Poverty is caused by human beings – it results largely from the quality of decisions made by governments, corporations, institutions and others who have the power to change people’s lives for the better. Breaking the vicious cycle of poverty and exclusion means combating the human rights violations that drive and perpetuate them.


For too long, human rights organizations have failed to address adequately the human rights violations that create and support poverty. Amnesty International is preparing a global campaign to protect the human rights of people living in poverty. The campaign begins in the spring of 2009. While there are numerous compelling reasons for such a campaign, three in particular convinced Amnesty to make respect for and protection and fulfillment of the rights of people living in poverty a priority.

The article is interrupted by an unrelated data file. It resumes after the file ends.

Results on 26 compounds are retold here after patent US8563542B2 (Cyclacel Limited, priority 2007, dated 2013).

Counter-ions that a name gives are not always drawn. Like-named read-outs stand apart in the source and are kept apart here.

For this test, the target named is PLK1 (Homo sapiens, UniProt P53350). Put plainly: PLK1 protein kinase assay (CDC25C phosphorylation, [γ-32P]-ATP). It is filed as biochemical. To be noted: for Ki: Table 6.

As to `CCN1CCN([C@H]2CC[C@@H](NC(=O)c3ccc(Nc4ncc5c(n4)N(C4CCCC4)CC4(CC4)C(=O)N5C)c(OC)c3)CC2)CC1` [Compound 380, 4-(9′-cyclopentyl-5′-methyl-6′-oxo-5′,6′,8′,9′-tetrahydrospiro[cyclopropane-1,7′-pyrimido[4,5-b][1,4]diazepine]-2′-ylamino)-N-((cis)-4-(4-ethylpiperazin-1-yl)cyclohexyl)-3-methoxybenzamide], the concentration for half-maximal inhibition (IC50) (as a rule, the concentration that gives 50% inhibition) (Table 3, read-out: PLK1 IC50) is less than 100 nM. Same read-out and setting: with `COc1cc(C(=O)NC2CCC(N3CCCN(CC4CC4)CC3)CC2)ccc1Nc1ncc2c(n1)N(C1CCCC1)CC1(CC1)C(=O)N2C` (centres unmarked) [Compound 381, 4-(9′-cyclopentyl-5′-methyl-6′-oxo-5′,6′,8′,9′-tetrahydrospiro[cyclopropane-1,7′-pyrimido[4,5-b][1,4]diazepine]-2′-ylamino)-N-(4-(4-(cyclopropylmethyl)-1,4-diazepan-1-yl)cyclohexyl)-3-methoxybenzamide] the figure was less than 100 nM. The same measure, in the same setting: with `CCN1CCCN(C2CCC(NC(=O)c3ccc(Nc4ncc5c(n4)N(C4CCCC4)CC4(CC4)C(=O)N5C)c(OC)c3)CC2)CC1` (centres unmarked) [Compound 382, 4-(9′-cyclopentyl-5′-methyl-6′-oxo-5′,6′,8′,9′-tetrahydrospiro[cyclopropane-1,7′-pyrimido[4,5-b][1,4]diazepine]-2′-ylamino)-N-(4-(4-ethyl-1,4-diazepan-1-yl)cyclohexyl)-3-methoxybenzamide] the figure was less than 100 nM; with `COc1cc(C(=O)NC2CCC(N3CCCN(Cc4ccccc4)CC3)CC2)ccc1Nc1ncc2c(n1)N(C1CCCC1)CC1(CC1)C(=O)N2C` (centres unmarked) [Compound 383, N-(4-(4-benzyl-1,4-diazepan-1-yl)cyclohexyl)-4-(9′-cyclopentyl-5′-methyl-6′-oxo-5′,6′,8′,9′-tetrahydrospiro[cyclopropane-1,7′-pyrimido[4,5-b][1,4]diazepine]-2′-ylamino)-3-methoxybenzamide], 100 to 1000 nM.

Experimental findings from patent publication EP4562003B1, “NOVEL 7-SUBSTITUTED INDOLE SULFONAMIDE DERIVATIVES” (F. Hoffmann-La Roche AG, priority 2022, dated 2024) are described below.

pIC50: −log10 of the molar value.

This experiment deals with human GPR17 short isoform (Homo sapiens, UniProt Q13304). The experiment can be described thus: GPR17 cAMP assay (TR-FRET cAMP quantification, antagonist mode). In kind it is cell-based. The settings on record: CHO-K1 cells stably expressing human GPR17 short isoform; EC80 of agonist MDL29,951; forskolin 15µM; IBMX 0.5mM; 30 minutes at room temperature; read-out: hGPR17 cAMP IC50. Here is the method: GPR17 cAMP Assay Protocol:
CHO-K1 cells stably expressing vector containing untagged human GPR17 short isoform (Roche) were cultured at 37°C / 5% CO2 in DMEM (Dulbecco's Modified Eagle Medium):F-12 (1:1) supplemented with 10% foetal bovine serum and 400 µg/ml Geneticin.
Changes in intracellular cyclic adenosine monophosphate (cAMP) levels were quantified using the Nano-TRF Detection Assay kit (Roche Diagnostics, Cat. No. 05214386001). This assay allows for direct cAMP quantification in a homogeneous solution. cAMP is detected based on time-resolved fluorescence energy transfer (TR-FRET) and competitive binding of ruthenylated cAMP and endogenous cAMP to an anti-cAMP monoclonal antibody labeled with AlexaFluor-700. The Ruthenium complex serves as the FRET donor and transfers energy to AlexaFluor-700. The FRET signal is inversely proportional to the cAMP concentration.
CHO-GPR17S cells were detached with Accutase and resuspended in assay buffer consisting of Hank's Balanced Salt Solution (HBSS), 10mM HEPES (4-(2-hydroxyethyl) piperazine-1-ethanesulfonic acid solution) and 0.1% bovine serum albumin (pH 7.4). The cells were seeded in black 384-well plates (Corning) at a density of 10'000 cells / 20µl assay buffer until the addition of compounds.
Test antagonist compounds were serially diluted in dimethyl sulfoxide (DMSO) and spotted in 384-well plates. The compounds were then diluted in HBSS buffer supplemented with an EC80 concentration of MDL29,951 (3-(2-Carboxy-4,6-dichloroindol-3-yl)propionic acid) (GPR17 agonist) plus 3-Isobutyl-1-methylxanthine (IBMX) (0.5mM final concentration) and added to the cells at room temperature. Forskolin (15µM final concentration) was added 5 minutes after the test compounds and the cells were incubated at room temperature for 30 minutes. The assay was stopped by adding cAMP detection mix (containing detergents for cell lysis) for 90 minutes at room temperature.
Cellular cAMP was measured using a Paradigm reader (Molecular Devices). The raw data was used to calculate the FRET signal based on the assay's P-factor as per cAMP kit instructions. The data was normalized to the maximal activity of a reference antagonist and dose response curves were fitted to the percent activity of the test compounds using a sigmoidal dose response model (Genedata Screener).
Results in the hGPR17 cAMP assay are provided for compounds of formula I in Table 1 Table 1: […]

First, 60 years after the adoption of the Universal Declaration on Human Rights (UDHR) the Declaration’s promise that all should be able to live “free and equal in dignity and rights” has not been met for millions living in poverty.


A second reason is the recent emergence of civil society movements to demand a response to poverty – like the Global Call to Action Against Poverty, the Drop the Debt campaign, the Millennium Development Goals and, in Canada, the Make Poverty History campaign. These movements recognize poverty as a denial of human rights. Their work has resulted in unprecedented activism to establish a global responsibility for the eradication of poverty. Amnesty International has supported these movements and plans to become more actively engaged with them.